The Department of Economics at the University of Zurich is a leading European research center that represents a wide range of research interests in all areas of economics, including econometrics, macroeconomics, microeconomics, and neuroeconomics. The research conducted at the department has an interdisciplinary focus, combining modern economics with elements from history, political science, psychology, biology, and sociology. We encourage high-ranking, innovative, and ethically sensitive science, which is also reflected in our teaching.
Responsibility in teaching and research
In the field of macroeconomics, we aim to provide students with the skills necessary to understand macroeconomic phenomena such as growth and globalization and to analyze related long-term problems of economic policy. Our courses handle issues of income distribution and tax and monetary policies. Research focuses on key, globally relevant economic questions that have a first-order impact on people’s lives: poverty, economic fluctuations and crises, inequality, unemployment, fiscal and monetary policy, etc.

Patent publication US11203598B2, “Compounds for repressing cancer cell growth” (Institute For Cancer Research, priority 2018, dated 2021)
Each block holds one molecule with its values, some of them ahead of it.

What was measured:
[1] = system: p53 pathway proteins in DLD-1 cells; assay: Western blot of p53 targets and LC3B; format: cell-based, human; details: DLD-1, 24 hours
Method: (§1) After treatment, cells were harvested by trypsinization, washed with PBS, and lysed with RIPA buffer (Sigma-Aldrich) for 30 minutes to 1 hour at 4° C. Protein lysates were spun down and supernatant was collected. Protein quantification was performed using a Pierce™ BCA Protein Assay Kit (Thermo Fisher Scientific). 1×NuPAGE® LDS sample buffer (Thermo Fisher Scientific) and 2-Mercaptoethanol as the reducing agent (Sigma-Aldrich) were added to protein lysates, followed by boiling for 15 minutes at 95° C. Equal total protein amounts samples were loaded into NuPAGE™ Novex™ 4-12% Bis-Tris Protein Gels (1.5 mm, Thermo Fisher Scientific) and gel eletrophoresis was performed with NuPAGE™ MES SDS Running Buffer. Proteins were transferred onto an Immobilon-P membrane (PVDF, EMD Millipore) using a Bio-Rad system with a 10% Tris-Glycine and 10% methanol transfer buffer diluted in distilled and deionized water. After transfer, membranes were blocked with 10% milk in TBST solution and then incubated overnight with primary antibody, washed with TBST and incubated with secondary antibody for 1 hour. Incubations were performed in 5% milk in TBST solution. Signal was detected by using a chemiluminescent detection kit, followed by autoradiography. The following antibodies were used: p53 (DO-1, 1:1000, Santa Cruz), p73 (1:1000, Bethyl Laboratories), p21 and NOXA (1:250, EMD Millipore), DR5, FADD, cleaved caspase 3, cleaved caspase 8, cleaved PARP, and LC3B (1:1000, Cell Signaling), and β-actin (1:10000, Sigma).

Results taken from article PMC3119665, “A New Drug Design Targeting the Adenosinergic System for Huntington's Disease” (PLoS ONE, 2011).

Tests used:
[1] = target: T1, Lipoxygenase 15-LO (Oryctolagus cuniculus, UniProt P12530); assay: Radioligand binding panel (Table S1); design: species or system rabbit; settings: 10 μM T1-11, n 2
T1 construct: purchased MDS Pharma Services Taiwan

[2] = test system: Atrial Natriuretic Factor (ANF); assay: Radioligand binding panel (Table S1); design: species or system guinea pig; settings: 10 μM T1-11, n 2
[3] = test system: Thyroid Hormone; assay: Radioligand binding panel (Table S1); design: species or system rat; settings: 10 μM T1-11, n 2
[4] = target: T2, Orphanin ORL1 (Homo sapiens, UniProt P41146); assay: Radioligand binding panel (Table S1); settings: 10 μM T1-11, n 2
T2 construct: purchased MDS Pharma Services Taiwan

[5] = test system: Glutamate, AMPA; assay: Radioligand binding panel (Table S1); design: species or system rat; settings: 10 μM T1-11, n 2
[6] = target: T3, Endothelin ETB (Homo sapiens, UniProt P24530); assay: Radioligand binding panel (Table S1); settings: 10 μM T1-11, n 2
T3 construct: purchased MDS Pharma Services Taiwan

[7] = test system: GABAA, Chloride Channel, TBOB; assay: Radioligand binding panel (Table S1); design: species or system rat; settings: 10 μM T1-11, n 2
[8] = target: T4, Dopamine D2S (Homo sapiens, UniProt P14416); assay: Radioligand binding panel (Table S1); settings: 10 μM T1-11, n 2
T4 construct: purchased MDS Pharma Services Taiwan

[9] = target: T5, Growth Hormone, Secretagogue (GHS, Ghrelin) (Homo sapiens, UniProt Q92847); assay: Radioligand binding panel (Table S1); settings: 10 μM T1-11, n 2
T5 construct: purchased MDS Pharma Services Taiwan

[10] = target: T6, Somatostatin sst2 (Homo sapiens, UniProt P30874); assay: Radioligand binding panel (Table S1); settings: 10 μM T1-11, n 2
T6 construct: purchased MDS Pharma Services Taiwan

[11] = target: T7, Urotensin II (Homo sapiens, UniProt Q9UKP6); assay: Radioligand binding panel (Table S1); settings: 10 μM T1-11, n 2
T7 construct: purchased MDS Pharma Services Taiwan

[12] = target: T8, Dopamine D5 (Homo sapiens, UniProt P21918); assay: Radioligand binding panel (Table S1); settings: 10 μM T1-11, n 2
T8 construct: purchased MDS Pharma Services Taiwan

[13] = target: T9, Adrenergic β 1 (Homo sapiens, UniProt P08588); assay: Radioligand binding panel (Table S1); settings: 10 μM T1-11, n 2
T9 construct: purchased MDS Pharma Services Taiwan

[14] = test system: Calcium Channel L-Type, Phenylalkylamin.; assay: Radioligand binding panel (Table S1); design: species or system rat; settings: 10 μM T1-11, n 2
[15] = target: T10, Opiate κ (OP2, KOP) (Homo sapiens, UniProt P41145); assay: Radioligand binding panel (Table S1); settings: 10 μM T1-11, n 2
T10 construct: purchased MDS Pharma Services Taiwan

The field of microeconomics examines advanced game-theory and informational-economics techniques for the analysis of strategic situations. In our courses, these methods are applied to subjects such as competition policy and regulation, the organization of auctions as well as to management issues such as the internal organization of companies. Research approaches such as the structural methodology are powerful tools for policy analysis. They can be used to evaluate alternative health policies, such as providing monetary incentives for healthy behavior or caring for the elderly.
In the field of neuroeconomics emphasis is placed on enabling students to understand mathematical models that describe the computational and neuronal mechanisms of decision-making, preference formation, and learning. The broad vision of research is to advance the understanding of decision-making and learning. A long term research goal is to guide the diagnosis and treatment of learning and decision-making pathologies, and inform normative institutional design in order to promote optimal decision-making at the individual and societal levels.